When it comes to rock memoirs, I usually like those by less famous people more than those by superstars. That's one reason I've put off reading Keith Richards' book even though my dad asks me all the time if I've read it yet (besides, in spite of the hundreds of books I've read and reviewed here, thick books—the hardcover is 576 pages—still intimidate me). Hitless Wonder is about Oestreich's long and barely known career in a band from Columbus, OH named Watershed. Apparently they had a minor regional hit back in the 1990s, but I had never heard nor even heard of them before I read this book.*
I love the structure of this book. It follows a two-week tour with a chapter for each concert, but each chapter is full of flashbacks that recount the history of the band. Oestreich gives great insight into the record industry (at least as it was 15-20 years ago), the recording process, and the interpersonal dynamics involved in keeping a struggling band together for more than two decades. As a non-fan, I was surprised how engrossing this story is.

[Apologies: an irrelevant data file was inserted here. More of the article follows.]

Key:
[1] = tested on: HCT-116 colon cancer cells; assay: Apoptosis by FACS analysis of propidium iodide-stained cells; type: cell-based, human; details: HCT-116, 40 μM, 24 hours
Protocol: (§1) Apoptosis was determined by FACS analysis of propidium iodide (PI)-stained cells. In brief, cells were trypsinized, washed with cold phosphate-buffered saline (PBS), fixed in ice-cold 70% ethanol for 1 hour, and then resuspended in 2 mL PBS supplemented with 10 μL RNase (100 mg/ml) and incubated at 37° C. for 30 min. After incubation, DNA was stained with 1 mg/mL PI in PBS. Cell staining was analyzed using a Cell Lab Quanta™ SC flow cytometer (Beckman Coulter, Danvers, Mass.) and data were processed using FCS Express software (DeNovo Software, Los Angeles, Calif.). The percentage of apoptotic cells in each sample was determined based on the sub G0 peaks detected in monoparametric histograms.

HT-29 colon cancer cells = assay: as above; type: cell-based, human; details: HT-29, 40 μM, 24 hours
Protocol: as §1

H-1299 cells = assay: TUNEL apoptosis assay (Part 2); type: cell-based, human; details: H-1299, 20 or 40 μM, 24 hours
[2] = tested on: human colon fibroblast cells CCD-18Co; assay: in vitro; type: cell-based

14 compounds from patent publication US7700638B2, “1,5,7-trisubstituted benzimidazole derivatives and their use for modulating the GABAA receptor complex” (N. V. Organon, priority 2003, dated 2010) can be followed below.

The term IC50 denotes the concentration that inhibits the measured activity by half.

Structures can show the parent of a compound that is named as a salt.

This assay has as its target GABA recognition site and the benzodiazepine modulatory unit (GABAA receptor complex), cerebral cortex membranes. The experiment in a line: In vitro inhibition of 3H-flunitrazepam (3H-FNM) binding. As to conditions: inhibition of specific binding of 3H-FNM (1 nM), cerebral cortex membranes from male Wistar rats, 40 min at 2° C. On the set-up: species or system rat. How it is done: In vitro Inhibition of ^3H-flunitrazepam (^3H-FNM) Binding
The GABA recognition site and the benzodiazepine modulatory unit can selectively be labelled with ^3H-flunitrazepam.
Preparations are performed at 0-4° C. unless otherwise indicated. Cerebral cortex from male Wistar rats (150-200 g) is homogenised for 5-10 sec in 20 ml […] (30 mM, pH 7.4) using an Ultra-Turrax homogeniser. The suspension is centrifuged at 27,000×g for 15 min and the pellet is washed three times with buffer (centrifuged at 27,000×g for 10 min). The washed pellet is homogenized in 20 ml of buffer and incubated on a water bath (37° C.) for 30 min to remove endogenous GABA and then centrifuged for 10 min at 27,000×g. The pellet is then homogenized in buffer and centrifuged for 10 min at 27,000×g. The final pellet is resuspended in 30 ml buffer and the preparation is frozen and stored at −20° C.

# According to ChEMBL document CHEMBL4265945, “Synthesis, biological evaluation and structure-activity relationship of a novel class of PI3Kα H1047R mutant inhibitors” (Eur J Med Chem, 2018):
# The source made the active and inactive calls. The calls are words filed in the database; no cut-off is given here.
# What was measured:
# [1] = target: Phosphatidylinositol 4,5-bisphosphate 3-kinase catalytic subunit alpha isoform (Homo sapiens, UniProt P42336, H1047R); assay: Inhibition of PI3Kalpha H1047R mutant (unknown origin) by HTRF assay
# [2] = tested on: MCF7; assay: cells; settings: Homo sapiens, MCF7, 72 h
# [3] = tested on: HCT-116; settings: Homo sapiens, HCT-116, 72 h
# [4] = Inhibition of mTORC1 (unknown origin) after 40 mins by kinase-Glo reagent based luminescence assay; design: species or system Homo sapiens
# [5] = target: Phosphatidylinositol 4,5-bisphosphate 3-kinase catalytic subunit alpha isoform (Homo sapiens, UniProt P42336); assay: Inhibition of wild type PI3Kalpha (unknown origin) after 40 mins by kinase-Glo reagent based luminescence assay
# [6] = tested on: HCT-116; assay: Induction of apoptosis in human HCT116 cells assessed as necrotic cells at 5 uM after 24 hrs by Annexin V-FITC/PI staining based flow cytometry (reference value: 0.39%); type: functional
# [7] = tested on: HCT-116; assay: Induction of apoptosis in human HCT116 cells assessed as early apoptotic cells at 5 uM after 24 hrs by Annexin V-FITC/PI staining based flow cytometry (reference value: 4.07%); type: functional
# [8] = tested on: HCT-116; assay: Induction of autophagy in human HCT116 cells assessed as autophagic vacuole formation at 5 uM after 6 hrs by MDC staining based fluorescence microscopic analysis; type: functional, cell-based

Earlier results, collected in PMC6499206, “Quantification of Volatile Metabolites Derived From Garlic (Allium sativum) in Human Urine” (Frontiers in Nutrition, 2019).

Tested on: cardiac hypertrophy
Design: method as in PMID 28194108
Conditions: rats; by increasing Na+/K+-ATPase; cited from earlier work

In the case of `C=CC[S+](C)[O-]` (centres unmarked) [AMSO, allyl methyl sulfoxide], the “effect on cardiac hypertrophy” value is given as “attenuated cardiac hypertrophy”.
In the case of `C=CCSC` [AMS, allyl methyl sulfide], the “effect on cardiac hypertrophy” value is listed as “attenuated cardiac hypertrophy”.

* They're not bad, about what you'd expect from 1990s Midwestern rock. I didn't order their albums, but I wouldn't change the radio station if anyone played them. You can hear samples at Amazon.com.